This book is one of the highest rated Kindle books about Ecuador. The reviews rate the book as a “must read” for expats planning a move to Cuenca. The book covers: Our Story, Great Expectations and Altitude Adjustment, Culturally Speaking, 101 Questions Answered, Conclusion and Resources.

  • Pages: 166 pages

Check it out on Amazon

Becoming an Expat in Cuenca Ecuador2) Becoming an Expat in Cuenca, Ecuador

A light read, this is the shortest of the books in the list.

Written by David Campbell, the book address things that he learned as a new expat in Cuenca. He covers what they did right and wrong.

Readers comment that the book gives “an insiders view of Cuenca, Ecuador that would be helpful for anyone planning to move there.” Another readers commented that this book confirmed what he already knew about Cuenca.

  • Pages: 53 pages

Check it out on Amazon

expats-in-ecuador-life-in-cuenca-second3 + 4) Expats in Ecuador: Life in Cuenca Second Edition

Written by longtime Cuenca expats Deke Castleman and David Morrill, this book covers the essentials of living in Cuenca as a gringo expat.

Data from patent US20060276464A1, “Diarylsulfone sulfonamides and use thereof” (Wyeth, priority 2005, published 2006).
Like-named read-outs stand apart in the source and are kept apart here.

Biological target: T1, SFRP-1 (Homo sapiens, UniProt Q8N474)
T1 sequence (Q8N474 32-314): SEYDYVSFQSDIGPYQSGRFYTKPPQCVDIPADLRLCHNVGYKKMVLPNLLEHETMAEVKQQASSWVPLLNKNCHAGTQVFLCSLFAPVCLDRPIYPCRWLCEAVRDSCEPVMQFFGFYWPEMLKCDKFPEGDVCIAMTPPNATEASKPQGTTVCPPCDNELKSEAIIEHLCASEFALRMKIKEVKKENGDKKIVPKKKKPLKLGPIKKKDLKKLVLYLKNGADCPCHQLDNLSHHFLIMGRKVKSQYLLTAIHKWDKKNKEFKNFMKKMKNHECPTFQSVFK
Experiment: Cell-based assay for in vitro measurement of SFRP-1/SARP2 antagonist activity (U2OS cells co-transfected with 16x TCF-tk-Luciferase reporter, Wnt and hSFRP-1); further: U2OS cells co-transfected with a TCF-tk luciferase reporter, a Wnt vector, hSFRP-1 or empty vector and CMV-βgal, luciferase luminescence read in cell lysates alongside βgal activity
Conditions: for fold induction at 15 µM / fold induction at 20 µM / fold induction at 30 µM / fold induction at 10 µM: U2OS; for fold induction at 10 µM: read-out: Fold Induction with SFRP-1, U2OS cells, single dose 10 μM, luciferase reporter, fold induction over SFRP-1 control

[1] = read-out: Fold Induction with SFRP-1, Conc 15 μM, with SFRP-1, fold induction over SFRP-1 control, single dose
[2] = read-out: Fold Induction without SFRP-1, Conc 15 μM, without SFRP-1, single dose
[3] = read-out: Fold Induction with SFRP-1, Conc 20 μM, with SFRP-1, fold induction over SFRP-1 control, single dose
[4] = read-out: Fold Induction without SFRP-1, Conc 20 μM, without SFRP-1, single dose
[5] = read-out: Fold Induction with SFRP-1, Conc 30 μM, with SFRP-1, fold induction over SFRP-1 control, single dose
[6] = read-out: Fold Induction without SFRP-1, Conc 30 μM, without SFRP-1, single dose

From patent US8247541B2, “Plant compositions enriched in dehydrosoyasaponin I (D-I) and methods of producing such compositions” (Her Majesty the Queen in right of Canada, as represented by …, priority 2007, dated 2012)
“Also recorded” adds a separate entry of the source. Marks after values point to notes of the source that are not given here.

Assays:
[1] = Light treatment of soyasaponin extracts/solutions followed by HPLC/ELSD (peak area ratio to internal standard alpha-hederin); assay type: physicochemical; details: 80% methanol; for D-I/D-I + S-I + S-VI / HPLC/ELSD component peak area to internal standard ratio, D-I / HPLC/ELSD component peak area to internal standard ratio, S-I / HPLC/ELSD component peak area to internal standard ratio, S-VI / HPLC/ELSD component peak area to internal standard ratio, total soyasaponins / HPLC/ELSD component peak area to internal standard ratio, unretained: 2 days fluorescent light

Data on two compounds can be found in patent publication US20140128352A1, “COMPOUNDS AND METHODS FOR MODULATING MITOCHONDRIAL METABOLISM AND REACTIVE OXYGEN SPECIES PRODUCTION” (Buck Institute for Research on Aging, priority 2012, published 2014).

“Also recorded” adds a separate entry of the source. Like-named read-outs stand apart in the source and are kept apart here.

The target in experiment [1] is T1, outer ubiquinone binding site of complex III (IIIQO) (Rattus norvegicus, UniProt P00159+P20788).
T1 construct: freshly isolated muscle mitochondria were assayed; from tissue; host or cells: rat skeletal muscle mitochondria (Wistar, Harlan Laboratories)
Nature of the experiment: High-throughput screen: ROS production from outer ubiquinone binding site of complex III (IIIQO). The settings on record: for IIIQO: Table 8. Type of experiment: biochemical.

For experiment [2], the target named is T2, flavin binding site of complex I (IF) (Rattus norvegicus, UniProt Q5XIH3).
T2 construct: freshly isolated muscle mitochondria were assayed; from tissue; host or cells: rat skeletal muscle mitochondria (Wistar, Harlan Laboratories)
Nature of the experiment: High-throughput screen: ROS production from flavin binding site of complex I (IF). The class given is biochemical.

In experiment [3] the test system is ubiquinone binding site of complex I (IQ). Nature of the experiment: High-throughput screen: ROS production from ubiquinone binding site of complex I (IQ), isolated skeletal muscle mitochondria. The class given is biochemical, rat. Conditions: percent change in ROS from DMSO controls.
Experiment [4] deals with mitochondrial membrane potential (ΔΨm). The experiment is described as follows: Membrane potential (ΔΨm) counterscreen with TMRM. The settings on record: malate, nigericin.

They address common issues for new expats and recommend an open mind when arriving in Cuenca.

  • Pages: 182 pages

Check it out on Amazon

This title replaces an older and more popular first edition Expats in Ecuador: Life In Cuenca

A Golden Girls Guide to Retirement in Cuenca5) A Golden Girl’s Guide to Retirement in Cuenca: Everything you need to know before & after you move to Cuenca, Ecuador!

Christine A. Collins writes for expat woman arriving in Cuenca. She discusses visas, medical care, cost of living, dating, and recommended doctors and dentists.

A number of men have reviewed the book, praising it for its quality information. “Wonderful book … even for guys!” they say. 🙂

  • Pages: 155 pages

Check it out on Amazon

Expats in Cuenca Ecuador The Magic & the Madness6) Expats in Cuenca, Ecuador: The Magic & the Madness

Author and expat Susan Schenck breaks down life in Cuenca for new and current expats. Some readers commented that they have benefited from the book although they already live here.

Readers of this book express themselves very strongly about the value provided. One reader said that it “felt like a long letter from an old friend.” Another reader said: “Don’t even think about leaving home without this book.”

Susan is also the author of the Quilotoa Loop. Read our review.

  • Pages: 196 pages

Check it out on Amazon

Finding Joy in Ecuador Our Crazy Overseas Retirement Plan7) Finding Joy in Ecuador: Our Crazy Overseas Retirement Plan